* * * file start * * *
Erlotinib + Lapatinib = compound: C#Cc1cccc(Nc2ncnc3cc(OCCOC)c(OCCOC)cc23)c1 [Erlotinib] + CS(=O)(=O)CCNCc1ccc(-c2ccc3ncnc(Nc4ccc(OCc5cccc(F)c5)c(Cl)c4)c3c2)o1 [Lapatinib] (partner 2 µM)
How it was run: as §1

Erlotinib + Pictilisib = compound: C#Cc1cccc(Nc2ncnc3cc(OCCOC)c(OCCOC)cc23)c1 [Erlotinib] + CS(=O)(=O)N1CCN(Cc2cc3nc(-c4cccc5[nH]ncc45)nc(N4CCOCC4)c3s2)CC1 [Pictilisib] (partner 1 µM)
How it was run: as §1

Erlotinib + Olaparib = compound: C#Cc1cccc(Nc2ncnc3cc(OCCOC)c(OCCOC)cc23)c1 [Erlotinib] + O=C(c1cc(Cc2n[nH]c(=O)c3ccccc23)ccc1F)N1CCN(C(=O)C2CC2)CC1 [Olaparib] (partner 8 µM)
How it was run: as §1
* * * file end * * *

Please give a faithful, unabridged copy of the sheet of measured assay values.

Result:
Erlotinib + Lapatinib = compound: C#Cc1cccc(Nc2ncnc3cc(OCCOC)c(OCCOC)cc23)c1 [Erlotinib] + CS(=O)(=O)CCNCc1ccc(-c2ccc3ncnc(Nc4ccc(OCc5cccc(F)c5)c(Cl)c4)c3c2)o1 [Lapatinib] (partner 2 µM)
How it was run: as §1

Erlotinib + Pictilisib = compound: C#Cc1cccc(Nc2ncnc3cc(OCCOC)c(OCCOC)cc23)c1 [Erlotinib] + CS(=O)(=O)N1CCN(Cc2cc3nc(-c4cccc5[nH]ncc45)nc(N4CCOCC4)c3s2)CC1 [Pictilisib] (partner 1 µM)
How it was run: as §1

Erlotinib + Olaparib = compound: C#Cc1cccc(Nc2ncnc3cc(OCCOC)c(OCCOC)cc23)c1 [Erlotinib] + O=C(c1cc(Cc2n[nH]c(=O)c3ccccc23)ccc1F)N1CCN(C(=O)C2CC2)CC1 [Olaparib] (partner 8 µM)
How it was run: as §1